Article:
THE one thing demonstrated by Nawaz Sharif’s return from self-exile is that political leaders can never be written off in Pakistan’s roller-coaster politics. The country’s political history is punctuated by dramatic reversals in the political fortunes of leaders.
Like other politicians who made remarkable comebacks, Sharif has also been a political survivor. Over two decades ago, when he was exiled following a military coup, many believed this would mark the end of his political career. That didn’t happen. He returned to win the 2013 election and become prime minister for the third time.
After four years abroad, he is now back to participate in the election, expected in January 2024, and make a bid for prime ministership for the fourth time.
Sharif’s long career in politics has seen many highs and lows. He was never able to complete any of his terms as prime minister as he was ousted either by the military or the president (when that office had the constitutional power to do so).
The last time he was prime minister, he was forced to step down in 2017 after his disqualification on dubious grounds by the Supreme Court and his falling out with the military establishment. His party survived its leader’s many trials and troubles, but when challenged by Imran Khan’s PTI, Sharif’s absence from the country proved damaging for PML-N.
Even though the party led the PDM coalition that assumed power after Khan’s ouster, his brother Shehbaz Sharif neither had the popular appeal nor political skill to effectively lead and reinvigorate the party.
PML-N lost considerable ground in its stronghold of Punjab owing to its poor management of an economy mired in the worst crisis in the country’s history, although this was the cumulative result of years of dysfunctional policies and political instability. Incumbency nonetheless exacted a price.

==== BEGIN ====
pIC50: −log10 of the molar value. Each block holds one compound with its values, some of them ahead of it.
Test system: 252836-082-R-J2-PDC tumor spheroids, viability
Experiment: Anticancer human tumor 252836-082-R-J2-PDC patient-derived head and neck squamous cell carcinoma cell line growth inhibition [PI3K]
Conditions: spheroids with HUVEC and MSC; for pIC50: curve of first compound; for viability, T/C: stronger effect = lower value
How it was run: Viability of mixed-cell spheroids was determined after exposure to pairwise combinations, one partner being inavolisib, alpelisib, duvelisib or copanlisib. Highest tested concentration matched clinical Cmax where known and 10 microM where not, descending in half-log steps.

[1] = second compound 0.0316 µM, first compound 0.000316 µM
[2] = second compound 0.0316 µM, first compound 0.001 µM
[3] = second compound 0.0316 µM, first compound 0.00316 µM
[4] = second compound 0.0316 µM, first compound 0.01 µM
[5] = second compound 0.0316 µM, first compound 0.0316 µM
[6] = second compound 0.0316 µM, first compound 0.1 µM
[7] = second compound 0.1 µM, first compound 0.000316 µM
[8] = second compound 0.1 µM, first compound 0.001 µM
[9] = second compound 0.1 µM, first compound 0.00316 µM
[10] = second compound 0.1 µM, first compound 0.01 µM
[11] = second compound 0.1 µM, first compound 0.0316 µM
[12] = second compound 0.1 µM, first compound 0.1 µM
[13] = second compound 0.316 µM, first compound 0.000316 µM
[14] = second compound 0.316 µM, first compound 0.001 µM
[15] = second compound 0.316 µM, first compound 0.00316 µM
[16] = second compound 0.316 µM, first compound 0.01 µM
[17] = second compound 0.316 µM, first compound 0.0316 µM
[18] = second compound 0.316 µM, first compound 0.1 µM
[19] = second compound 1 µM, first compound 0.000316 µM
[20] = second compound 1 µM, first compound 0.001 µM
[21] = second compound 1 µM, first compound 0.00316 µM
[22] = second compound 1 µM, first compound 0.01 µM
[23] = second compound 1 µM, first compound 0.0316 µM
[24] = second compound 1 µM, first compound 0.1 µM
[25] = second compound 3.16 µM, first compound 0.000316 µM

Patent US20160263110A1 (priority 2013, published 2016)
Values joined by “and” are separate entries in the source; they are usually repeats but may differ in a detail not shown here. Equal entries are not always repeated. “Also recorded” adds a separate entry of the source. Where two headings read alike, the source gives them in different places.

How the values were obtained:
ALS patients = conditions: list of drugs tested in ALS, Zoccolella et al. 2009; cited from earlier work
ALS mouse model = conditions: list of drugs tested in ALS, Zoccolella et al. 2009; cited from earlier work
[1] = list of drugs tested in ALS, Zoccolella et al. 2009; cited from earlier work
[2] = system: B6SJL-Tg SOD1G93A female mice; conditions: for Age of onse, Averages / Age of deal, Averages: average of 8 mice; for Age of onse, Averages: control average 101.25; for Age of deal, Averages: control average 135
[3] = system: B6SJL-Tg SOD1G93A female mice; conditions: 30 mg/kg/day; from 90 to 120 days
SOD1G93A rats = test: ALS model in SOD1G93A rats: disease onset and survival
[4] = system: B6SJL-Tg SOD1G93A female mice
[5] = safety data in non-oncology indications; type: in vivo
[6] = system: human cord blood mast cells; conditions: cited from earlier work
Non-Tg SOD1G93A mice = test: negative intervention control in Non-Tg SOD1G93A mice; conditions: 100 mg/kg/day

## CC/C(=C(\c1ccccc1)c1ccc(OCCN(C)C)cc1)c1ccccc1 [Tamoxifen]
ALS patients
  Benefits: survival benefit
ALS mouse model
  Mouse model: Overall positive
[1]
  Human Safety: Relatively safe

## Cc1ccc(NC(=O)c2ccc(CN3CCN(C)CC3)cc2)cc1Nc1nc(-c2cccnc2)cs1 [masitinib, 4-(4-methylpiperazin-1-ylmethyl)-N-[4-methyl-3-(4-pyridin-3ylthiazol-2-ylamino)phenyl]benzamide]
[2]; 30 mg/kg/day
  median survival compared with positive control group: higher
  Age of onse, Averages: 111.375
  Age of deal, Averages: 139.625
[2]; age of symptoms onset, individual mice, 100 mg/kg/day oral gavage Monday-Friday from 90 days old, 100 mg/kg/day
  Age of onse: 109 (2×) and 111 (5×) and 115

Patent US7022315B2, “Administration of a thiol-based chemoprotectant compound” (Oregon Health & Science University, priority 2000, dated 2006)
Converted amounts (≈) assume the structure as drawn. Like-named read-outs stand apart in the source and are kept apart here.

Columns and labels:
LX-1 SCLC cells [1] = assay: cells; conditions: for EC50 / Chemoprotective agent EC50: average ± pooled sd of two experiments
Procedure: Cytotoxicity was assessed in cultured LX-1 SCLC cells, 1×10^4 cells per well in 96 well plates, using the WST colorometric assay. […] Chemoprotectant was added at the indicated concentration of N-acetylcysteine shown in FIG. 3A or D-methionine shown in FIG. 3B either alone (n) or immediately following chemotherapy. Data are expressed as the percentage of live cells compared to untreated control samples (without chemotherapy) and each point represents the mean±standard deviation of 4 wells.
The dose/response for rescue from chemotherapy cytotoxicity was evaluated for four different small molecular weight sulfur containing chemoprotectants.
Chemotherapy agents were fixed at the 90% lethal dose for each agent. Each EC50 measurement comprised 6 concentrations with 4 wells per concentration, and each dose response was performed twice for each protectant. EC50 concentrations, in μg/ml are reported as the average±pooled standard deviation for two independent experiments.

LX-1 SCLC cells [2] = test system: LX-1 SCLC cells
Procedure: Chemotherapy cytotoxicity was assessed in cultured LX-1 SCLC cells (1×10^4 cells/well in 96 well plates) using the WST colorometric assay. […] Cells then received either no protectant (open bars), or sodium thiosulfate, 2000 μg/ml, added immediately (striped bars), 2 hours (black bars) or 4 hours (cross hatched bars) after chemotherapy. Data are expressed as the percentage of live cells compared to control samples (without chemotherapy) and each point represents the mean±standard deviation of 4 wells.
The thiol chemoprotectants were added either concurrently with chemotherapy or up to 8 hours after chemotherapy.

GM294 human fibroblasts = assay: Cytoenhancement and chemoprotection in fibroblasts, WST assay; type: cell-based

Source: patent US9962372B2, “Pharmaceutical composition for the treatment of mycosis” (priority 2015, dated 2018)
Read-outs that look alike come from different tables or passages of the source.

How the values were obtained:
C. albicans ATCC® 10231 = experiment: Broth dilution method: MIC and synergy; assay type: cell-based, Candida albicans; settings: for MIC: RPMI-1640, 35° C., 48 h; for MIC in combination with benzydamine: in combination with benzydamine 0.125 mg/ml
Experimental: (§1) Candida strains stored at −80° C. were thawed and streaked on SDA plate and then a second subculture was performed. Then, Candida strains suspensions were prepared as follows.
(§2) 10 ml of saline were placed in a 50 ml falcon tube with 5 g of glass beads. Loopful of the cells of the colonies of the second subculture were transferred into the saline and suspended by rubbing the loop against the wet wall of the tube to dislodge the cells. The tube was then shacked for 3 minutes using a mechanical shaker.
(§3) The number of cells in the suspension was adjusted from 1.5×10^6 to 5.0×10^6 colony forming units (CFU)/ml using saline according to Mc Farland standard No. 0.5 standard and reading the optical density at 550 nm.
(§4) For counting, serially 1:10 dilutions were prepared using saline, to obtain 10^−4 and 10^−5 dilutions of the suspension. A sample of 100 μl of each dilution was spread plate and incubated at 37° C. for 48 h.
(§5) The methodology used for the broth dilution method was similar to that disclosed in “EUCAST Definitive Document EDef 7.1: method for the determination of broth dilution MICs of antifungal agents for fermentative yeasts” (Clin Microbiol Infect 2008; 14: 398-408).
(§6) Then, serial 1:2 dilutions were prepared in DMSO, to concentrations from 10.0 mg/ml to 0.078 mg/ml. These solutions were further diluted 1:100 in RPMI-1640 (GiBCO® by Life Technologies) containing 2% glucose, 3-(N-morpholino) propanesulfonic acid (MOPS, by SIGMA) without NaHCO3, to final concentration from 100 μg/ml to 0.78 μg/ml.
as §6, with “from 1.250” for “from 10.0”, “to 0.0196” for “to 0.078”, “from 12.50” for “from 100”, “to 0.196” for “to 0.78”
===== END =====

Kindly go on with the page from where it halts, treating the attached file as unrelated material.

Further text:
Mounting inflation fuelled public discontent and eroded PML-N’s support, while the party itself became divided and factionalised. But the party has also seen longer-term decline in support. From a high of 59 per cent of the popular vote polled in Punjab in 1997 (in the National Assembly election), the party got 47pc in the 2013 election and 35pc in 2018. Although the last election was disputed, PML-N still managed to secure a large number of seats.
This presents Sharif with the challenge of reinventing the party and overhauling it — in terms of image, purpose and organisation. It needs a new narrative that can capture the public imagination and is predicated on the future, not the past. It is no longer enough to work networks of rural and urban notables or ‘electables’ who use their local power or biradari connections to rally support.
PML-N was always adept at this, but in Pakistan’s changed environment, it is insufficient to deal with new dynamics. PML-N needs to fashion a message to inspire voters that offers policy solutions to Pakistan’s problems. The party also needs to reconfigure its team and not just rely on faces from the 1990s.
The PML-N leader faces multiple challenges, including reinventing his party.